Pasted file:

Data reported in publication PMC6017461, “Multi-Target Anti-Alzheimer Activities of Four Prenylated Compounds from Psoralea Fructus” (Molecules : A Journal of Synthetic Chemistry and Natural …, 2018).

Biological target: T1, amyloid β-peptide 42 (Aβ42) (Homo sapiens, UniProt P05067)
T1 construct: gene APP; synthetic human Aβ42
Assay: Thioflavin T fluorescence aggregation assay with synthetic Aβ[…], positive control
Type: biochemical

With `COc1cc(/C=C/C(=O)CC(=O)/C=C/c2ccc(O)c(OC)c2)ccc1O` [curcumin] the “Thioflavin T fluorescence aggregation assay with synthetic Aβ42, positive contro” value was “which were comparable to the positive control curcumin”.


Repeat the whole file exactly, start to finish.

Data reported in publication PMC6017461, “Multi-Target Anti-Alzheimer Activities of Four Prenylated Compounds from Psoralea Fructus” (Molecules : A Journal of Synthetic Chemistry and Natural …, 2018).

Biological target: T1, amyloid β-peptide 42 (Aβ42) (Homo sapiens, UniProt P05067)
T1 construct: gene APP; synthetic human Aβ42
Assay: Thioflavin T fluorescence aggregation assay with synthetic Aβ[…], positive control
Type: biochemical

With `COc1cc(/C=C/C(=O)CC(=O)/C=C/c2ccc(O)c(OC)c2)ccc1O` [curcumin] the “Thioflavin T fluorescence aggregation assay with synthetic Aβ42, positive contro” value was “which were comparable to the positive control curcumin”.